Report: Southwest Ontario can support biomass-to-sugar plant
The Ontario Federation of Agriculture recently announced that a value chain consortium has presented a final report to local corn producers, showing that it is commercially viable to establish a cellulosic sugar plant in southwestern Ontario to support the future production of green chemicals.
According to the report, titled “Development of a Business Case for a Cornstalks to Bioprocessing Venture,” the objective of the analysis was to investigate the potential to establish a commercial-scale biorefinery in Sarnia, Ontario, that would covert 250,000 metric tons of dry corn stover per year into cellulosic sugars.
The report addresses several key metrics, including pricing options, business model options, financial scenarios, and risk identification and mitigation. Within the report, the authors discuss several potential options for pricing stover, and determine that the price of the feedstock in 2012 would vary from $98 yo $159 per dry ton. The $98 per ton price is based only on harvest, nutrient removal and storage costs. A mid-level $149 per ton is based on wheat straw value, and a $159 per ton price is based on a feed replacement value. Overall, the report estimates that 500,000 metric tons of dry stover are available in the southwestern Ontario counties of Lambton, Huron, Middlesex and Chatham-Kent.
Regarding potential business models, the analysis discusses a direct sale model, a request for purchase model, a supply co-op model and a bioprocessing co-op model, ultimately recommending the bioprocessing co-op model. The report notes that by participating in a bioprocessing co-op, corn stover producers could share in the returns of the sugar plant and potentially increase the value received for their feedstock.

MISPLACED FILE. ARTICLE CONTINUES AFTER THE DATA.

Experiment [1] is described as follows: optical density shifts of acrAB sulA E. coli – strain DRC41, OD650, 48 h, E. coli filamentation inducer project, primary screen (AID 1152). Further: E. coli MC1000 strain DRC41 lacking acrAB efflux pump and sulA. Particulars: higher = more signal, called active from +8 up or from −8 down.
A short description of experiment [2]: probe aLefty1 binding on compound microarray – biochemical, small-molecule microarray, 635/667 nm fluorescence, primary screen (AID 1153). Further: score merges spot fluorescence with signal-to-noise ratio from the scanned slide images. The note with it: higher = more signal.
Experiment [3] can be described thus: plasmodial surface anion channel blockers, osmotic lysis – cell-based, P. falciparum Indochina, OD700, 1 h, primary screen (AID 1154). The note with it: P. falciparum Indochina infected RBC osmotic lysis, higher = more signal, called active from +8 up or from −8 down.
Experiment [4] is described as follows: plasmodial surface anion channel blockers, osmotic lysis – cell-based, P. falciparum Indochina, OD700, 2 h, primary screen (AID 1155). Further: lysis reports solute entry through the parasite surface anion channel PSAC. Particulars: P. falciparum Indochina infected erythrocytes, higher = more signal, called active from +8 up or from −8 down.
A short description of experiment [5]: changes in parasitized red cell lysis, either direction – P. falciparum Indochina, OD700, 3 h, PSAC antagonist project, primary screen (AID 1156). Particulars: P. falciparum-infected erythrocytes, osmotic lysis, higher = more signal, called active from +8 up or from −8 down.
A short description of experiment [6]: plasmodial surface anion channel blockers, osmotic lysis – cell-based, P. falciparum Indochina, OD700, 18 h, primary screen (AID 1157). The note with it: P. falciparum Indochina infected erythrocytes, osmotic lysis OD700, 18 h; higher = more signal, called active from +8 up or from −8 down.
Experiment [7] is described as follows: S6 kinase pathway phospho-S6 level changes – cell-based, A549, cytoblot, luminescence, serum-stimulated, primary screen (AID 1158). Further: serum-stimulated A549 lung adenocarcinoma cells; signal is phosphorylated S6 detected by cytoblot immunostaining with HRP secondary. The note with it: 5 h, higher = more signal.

Within the analysis, the authors of the report also note that the cellulosic sugar plant would have to be feedstock neutral, with the ability to incorporate alternative biomass sources that ensure year-round supply.
Several areas requiring additional investigation are also identified in the report, including storage, harvest techniques and feedstock diversification. The authors also point to transportation and logistics, as factors that require additional investigation.
In addition, the report describes several next steps that should be taken to move forward with the project, including the selection of a biomass-to-sugar technology. The report also recommends developing a harvest calendar with alternative feedstocks, conducting research into supply system efficiency, research into business innovation to support the plant, and construction of a demonstration-scale facility. Finally, the report recommends that action be taken to educate the public and producers about all stages of the project.
According to the OFA, the report was prepared by researchers at the University of Guelph, Ridgetown Campus. The value chain consortium is represented by the OFA, Grain Farmers of Ontario, AGRIS CO-operative, Ontario AgriFood Technologies, the BIoIndustrial Innovation Centre, Midori Renewables, BioAmber and LANXESS.
A full copy of the report can be downloaded from the OFA website.